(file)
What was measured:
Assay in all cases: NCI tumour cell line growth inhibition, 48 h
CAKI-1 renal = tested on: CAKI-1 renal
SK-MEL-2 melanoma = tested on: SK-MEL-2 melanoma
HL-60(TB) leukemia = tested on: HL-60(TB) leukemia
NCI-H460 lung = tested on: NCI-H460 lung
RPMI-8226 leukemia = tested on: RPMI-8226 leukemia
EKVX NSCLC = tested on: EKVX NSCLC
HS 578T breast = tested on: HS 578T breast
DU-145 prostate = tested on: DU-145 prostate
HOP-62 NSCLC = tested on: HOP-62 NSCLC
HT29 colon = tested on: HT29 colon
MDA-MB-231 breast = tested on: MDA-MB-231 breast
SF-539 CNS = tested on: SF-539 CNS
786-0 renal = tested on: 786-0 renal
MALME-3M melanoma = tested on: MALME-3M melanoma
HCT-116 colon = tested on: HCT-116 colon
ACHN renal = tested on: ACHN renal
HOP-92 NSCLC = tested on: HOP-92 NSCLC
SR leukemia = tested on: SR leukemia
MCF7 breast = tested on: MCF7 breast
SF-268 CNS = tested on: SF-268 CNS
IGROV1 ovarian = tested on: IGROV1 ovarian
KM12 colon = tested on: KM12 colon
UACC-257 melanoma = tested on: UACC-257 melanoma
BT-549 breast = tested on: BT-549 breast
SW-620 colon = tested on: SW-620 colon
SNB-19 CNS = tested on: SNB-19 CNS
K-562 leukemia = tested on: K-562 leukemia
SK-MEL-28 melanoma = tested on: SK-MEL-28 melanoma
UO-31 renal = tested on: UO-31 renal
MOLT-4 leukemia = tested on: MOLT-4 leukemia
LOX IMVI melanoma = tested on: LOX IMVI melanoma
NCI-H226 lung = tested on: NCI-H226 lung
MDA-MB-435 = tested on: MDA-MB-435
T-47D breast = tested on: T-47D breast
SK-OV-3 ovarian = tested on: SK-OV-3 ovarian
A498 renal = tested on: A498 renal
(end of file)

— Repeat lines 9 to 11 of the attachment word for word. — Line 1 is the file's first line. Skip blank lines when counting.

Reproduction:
HS 578T breast = tested on: HS 578T breast
DU-145 prostate = tested on: DU-145 prostate
HOP-62 NSCLC = tested on: HOP-62 NSCLC